The Bare Minimum

Hakone bench created by Edward Barber and Jay Osgerby is a piece in solid oak that invites tactile exploration.

Edward Barber and Jay Osgerby launched the Hakone Bench for Galerie kreo at Design Miami/ Basel two years back as a companion to the Hakone Table that was launched the previous year.

Constructed from simple forms the Hakone bench has a concave profile on the top and underside and on either side of the two legs, giving the effect of the wood being forced gently outwards. Barber and Osgerby chose to produce the piece in solid oak, using traditional Japanese carpentry as the starting point for their inspiration. The bench is generously proportioned and deliberately invites tactile exploration.

Edward Barber and Jay Osgerby founded their eponymous studio in 1996 after graduating with Master’s degrees in Architecture from The Royal College of Art in London.

Barber and Osgerby’s research-led practice has developed collections for Vitra, B&B Italia, Venini, Cappellini, Magis, Swarovski, Flos, and Established & Sons, whilst also producing edition furniture and one-off works for both private and public commissions. Both Honorary Doctors of Arts, Barber and Osgerby have lectured internationally and hosted workshops at Ecal, Switzerland, and the Vitra Design Museum. Their work is held in permanent collections around the world including the V&A Museum, London; New York’s Metropolitan Museum of Art; London’s Design Museum; and the Art Institute of Chicago. Alongside their eponymous studio, in 2001 they founded Universal Design Studio, now recognized as one of the world’s most innovative creative design consultancies working in architecture, interiors and exhibition design. In 2012, the pair followed this with the launch of MAP, a strategy-based industrial design studio that draws on the creative and commercial skills of Barber and Osgerby to provide design intuition, creative direction, and research to ambitious clients.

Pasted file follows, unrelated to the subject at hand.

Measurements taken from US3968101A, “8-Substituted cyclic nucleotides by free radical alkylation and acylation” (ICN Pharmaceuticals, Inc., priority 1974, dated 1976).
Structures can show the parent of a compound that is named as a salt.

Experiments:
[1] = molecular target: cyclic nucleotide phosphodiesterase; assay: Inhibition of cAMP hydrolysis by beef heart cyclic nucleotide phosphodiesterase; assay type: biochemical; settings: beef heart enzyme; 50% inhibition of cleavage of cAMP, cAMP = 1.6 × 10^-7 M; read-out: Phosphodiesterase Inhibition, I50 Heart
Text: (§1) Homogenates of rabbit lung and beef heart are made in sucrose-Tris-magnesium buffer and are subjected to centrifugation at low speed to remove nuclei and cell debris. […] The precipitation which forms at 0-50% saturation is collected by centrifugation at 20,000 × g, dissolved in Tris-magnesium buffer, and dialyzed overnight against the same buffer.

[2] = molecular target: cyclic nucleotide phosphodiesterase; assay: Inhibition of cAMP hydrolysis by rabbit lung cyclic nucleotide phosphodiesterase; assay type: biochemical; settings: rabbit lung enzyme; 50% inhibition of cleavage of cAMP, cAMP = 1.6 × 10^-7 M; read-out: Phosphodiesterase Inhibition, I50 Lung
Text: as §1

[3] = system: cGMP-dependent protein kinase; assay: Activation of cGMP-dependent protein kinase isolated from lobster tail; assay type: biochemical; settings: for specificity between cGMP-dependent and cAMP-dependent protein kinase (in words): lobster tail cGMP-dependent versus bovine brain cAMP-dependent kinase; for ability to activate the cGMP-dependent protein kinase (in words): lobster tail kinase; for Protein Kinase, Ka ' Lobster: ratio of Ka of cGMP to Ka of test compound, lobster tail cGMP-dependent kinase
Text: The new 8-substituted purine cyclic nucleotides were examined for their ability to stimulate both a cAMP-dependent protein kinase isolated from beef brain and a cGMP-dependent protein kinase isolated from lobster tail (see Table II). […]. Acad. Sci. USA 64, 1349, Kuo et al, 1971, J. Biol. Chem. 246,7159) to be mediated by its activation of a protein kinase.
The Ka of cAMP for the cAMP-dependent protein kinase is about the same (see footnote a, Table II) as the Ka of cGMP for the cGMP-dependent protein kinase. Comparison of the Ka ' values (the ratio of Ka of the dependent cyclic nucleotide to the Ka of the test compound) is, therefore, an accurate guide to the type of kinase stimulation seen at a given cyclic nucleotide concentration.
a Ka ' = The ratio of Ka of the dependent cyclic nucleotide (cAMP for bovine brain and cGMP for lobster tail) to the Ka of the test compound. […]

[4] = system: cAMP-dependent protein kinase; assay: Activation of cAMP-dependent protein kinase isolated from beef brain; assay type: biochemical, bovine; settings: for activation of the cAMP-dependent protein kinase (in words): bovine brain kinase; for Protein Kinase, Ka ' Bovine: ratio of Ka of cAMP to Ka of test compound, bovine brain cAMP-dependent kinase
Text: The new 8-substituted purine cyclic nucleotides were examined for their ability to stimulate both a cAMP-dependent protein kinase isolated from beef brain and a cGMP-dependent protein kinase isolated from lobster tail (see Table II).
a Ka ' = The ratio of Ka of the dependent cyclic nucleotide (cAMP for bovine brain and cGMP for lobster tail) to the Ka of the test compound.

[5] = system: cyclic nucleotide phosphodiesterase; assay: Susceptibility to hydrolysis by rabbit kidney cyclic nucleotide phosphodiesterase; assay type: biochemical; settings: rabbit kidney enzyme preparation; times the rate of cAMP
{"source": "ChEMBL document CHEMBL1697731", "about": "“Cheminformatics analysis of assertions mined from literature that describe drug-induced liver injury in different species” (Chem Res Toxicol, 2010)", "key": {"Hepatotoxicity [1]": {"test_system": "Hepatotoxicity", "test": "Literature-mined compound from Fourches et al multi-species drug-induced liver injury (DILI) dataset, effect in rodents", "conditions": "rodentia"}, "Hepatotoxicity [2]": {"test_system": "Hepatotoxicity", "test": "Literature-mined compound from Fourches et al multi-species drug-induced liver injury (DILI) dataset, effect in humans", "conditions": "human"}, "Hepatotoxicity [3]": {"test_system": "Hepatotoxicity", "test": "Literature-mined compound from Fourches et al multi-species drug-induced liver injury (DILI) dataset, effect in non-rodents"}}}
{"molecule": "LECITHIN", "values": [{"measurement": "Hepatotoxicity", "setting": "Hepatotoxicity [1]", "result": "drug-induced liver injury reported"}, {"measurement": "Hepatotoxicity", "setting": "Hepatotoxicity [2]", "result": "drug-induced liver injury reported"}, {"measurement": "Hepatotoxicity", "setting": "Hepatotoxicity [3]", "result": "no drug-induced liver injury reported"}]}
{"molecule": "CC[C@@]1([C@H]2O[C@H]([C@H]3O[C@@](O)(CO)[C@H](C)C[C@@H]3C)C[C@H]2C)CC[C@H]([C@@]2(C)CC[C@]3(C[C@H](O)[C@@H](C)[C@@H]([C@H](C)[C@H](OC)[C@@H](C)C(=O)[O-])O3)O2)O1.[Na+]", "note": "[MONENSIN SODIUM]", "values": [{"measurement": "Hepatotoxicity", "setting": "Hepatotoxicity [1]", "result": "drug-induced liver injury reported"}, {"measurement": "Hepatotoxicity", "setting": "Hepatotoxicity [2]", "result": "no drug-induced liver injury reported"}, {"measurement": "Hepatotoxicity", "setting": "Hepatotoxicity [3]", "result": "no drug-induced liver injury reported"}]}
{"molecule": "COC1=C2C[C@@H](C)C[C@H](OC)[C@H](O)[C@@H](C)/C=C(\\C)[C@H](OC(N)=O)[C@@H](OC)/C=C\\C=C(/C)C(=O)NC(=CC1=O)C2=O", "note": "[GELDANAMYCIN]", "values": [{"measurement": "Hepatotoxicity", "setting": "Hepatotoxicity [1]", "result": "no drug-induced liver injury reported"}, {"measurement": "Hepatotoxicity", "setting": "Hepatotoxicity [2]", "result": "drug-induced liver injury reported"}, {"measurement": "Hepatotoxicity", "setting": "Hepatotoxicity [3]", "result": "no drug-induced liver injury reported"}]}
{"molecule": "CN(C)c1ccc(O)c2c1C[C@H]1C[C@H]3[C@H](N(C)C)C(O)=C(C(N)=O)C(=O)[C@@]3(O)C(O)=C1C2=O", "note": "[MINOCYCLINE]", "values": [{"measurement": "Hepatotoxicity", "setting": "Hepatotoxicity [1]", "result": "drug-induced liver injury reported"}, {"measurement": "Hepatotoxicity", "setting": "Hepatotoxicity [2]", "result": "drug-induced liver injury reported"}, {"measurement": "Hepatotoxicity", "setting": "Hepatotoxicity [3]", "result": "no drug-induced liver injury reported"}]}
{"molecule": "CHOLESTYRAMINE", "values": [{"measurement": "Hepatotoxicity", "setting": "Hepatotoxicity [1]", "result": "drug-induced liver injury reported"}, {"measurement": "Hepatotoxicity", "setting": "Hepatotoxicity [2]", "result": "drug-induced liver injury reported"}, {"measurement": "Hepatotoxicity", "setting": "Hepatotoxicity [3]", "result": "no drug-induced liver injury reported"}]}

The Hakone Bench is produced in an edition and sold exclusively through Galerie kreo.

Pictures by Sylvie Chan-Liat, Courtesy Galerie Kreo